The Wood Element needs external harmony to be able to thrive.  Within families, and particularly within the parental relationship, conflict is dealt with in different ways.  Some couples will openly and frequently argue and then make up.  As long as there are periods of harmony between the arguments, and also a lot of love, a child will, it is hoped, not be negatively impacted by this.  Problems arise when the conflict between the parents is extreme, constant or even violent.  Equally problematic is an atmosphere of chronic, unspoken resentment and irritation. 

Of course, a child may be exposed to conflict outside the home too.  He may have a teacher who is prone to shouting, become involved in or witness ongoing tension between his peers at school or experience conflict in his neighbourhood or community.  Whatever the nature of an individual child’s response, the Wood Element is particularly susceptible to imbalance when exposed to disharmony and conflict in whatever form.  

How might we recognise that the Wood Element in a child is struggling?

Difficulty with the expression of anger

One of the key signs that the Wood Element is imbalanced is that the child has particular difficulty managing his feelings and his expression of emotions in the anger family.  This can manifest in different ways:

  • He displays frequently aggressive and/or destructive behaviour.  The qi of the Wood Element moves quickly and tends to rise upwards.  It may therefore feel to the child (and to other people) that the anger comes from nowhere and take him over
  • He is constantly irritable or frustrated.  This is usually a sign that the child is ‘stuck’ in her feelings.  It may manifest as constant rolling of the eyes, huffing and puffing and sighing.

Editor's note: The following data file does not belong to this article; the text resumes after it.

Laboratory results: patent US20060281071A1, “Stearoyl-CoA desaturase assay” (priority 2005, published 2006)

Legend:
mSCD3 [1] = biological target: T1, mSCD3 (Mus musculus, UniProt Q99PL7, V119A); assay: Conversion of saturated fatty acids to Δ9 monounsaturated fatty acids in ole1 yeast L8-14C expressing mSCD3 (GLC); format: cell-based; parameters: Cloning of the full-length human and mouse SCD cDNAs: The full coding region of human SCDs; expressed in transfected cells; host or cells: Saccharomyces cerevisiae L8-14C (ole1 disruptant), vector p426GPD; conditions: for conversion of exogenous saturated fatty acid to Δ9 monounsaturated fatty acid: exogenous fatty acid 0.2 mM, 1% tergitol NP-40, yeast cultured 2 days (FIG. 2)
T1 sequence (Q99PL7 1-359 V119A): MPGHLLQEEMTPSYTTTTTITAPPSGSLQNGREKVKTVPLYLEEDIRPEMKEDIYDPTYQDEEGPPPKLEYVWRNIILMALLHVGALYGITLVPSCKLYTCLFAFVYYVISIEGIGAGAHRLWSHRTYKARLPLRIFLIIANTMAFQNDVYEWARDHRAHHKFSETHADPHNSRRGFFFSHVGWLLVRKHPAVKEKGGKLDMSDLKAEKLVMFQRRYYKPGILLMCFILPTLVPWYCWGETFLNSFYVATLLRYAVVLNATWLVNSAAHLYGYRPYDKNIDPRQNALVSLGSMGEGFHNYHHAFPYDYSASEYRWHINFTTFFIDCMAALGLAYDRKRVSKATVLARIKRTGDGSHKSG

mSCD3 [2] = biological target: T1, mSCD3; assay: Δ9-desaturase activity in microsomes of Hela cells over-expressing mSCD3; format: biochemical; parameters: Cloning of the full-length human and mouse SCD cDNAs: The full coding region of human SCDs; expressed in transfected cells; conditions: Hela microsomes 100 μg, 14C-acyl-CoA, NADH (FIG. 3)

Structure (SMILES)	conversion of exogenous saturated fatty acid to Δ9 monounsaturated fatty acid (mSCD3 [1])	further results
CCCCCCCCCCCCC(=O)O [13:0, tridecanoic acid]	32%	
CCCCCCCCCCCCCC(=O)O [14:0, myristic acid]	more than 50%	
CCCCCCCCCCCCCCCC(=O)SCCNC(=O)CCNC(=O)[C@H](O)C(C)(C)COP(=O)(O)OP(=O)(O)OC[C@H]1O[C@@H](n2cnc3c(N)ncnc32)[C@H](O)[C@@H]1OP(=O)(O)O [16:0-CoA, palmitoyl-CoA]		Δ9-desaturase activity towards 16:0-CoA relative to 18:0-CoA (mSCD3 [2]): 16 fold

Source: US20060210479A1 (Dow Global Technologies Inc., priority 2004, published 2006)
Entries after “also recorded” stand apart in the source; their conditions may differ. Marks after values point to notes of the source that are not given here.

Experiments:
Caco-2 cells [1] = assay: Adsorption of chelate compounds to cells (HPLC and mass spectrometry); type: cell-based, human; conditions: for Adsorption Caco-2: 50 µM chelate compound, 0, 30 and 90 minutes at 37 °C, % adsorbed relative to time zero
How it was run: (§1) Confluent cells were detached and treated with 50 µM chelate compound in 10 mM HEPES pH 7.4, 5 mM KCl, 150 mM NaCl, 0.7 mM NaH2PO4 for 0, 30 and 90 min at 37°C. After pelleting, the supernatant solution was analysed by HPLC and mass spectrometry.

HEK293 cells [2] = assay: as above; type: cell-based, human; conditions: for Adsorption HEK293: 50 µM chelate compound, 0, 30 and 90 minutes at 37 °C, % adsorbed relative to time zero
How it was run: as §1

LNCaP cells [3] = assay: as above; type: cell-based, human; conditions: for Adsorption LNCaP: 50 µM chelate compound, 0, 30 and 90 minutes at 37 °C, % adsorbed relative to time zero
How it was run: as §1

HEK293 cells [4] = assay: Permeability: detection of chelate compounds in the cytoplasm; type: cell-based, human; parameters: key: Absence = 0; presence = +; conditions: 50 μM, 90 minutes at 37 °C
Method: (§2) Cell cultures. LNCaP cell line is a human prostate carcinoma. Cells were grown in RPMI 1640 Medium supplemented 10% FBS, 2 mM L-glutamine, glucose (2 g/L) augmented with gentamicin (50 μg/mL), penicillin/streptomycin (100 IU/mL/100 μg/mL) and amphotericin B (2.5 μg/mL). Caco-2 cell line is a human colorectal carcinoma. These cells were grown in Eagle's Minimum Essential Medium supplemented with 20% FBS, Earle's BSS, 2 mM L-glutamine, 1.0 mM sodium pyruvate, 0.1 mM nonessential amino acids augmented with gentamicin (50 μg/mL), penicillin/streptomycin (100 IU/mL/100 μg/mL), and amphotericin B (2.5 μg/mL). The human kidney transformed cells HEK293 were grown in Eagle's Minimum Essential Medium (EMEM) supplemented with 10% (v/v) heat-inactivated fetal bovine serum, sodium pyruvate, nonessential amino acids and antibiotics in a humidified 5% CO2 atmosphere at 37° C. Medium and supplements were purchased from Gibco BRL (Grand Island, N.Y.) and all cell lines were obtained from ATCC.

• He is depressed and apathetic.  Depression may be a sign that the qi of the Wood Element has become blocked, and the natural outward expression of anger has turned inwards.  The child may feel hopeless and as if life has no point to it.  He may have a strong ‘can’t be bothered’ attitude to life.
  • He is overly compliant and unassertive.  It is not a sign of emotional health for a child always to do what she is asked, or always to concede to the wishes of other children with whom she is playing.  It is the qi of the Wood Element that gives a child the strength to assert herself, stand up for herself and to become independent as she grows older. 
  • Many children with an imbalance in the Wood Element oscillate between all the above.  As Aristotle rightly said, ‘Anyone can get angry – that is easy…; but to do this to the right person, to the right extent, at the right time and with the right motive, and in the right way, that is not for everyone, nor is it easy.’

Difficulty achieving an appropriate level of independence

Another sign of an imbalance in the Wood Element is a child who struggles to achieve an appropriate level of independence.  This may manifest in different ways:

  • A child may feel the need to constantly defy the authority of her parents and/or teachers.   She is compulsively defiant, and always does the exact opposite of what is expected of her.  The degree of defiance she displays begins to hamper her ability to thrive.  She struggles to know when to hold firm and when to concede.